Friday, December 30, 2011

Collier Seminole State Park Guided Canoe Trip

We had looked over Collier Seminole State Park Campground yesterday, and saw that although we could possibly fit in a couple of spaces, it was a very tight campground. The campground is small, laid out in a triangle, sort of, and the organization of it looked tight all the way around. There were tons of tent campers in there mixed in with some fifth wheels and travel trailers. No more than a couple of motorhomes in there, and nobody bigger than about 36 feet. It just didn't look very inviting....

The park itself is VERY cool...there's an interesting welcome center inside the park...small, but architecturally cool....
There was a walking dredge machine that was used to build the Tamiami Trail back in the 1920's, and a great canoe launch and boat dock with a resident gator....I guess the alligators' territories are very limited...their whole lives are spent in a very small area...Here's the resident gator keeping an eye on things....

We checked out the canoe rental yesterday, and found it was very reasonable...$5.30 an hour. What we didn't realize is, when we got information about the guided nature tour through the mangroves, there was nothing said about an ADDITIONAL fee of 25.00 a person to go on the guided trip.  So we thought the canoe rental included the guided tour. We almost backed out at the time of renting the canoes at the shock of paying 50.00 for the two of us, but we gulped and paid after a LOT of encouragement from others standing around about how great the tour was. (Yeah, and I bet they all worked for the park, says E.) We were really glad we decided to go ahead and book the guided canoe trip. It was WELL worth it! And besides, all the money goes to improvements for the park.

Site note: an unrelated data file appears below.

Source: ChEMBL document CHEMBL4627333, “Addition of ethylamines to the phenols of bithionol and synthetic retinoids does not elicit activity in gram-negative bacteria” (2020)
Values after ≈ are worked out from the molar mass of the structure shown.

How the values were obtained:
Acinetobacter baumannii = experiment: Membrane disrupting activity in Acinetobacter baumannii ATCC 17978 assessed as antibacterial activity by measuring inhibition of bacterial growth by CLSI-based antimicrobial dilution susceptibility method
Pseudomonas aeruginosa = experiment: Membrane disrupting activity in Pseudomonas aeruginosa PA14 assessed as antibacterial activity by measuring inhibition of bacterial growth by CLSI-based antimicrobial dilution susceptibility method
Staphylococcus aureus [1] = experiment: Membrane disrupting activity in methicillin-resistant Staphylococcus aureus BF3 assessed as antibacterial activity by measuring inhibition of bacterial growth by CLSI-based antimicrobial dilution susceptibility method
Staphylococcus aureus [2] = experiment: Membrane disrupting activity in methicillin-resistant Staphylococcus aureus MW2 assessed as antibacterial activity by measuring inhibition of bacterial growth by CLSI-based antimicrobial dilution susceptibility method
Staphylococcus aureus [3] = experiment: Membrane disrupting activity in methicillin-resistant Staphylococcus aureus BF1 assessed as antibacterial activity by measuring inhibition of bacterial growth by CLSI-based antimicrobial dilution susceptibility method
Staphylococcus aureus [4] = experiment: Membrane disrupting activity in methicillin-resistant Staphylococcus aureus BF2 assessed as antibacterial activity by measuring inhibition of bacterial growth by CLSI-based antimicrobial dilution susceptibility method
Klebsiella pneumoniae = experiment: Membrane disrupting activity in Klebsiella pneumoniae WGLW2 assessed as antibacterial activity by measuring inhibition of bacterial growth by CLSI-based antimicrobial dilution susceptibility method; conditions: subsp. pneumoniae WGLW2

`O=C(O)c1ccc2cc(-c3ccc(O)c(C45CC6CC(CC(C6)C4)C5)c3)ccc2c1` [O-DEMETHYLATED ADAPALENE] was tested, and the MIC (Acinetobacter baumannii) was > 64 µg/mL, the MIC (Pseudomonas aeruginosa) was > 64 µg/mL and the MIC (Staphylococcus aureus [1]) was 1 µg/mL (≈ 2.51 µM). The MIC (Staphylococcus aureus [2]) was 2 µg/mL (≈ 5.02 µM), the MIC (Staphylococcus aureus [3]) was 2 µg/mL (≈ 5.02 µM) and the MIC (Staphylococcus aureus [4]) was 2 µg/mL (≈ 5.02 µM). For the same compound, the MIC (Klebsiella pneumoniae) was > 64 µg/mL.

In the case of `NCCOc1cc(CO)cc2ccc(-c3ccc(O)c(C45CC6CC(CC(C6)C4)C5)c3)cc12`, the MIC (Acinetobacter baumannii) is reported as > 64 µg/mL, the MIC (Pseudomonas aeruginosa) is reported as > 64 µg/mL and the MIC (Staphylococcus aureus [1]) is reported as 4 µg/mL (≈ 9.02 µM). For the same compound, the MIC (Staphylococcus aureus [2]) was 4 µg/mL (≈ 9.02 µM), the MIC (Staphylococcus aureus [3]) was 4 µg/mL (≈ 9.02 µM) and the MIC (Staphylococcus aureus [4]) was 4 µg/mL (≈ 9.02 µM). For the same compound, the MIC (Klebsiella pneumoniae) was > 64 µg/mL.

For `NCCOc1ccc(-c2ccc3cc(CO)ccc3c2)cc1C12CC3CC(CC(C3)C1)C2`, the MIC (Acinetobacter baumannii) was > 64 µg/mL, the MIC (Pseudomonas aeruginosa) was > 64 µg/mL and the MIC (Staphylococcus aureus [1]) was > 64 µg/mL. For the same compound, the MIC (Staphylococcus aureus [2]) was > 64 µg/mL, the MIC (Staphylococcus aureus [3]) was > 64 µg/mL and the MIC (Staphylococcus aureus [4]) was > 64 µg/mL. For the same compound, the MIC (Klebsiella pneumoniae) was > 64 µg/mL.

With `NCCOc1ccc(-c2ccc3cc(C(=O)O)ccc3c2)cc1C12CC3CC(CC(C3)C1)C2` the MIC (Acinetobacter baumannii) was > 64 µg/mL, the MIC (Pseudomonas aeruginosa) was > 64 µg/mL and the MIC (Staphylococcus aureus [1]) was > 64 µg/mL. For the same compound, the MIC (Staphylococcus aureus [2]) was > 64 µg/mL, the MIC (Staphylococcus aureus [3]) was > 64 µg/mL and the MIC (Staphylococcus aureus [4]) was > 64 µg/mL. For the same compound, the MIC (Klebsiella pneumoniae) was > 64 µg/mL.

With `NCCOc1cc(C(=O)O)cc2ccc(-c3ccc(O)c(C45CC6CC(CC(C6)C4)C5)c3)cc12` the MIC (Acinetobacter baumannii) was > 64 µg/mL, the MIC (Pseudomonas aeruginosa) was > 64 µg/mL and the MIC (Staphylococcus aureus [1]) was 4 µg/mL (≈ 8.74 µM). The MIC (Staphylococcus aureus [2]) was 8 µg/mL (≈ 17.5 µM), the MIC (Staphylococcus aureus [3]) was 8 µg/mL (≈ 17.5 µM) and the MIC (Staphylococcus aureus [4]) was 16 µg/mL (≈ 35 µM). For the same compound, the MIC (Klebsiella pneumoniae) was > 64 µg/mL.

We had a fantastic guide, Diane, and for three hours (only about 2 1/2 hours of actual paddling), we were entertained with stories and information about the mangroves, and the native Americans who inhabited the area first....She really knew her history and nature stuff, and her love for the Everglades and mangroves really showed through her narration....I always thought paddling through the mangroves was rather boring until I learned all the stuff I learned today..

We learned so many things on this tour...That the mangroves are the best line of defense during a hurricane..They have a triangular based root system, which in nature, is the strongest formation against high winds. They have a unique filtering system to survive the salt water and thrive....When developers take out the mangroves for condos and high rises, they remove nature's best windbreak for hurricanes. Different types of mangroves (black ones and red ones) propagate differently. Some bear fruit which grows into an elongated "pod" which drops into the water and can live for up to two years (!)  floating around until it gets implanted somewhere and starts a baby mangrove tree. See that little "tail" sticking out of the fruit above? That's the pod shaped structure starting...The pod has a fancy name, but I don't remember it now....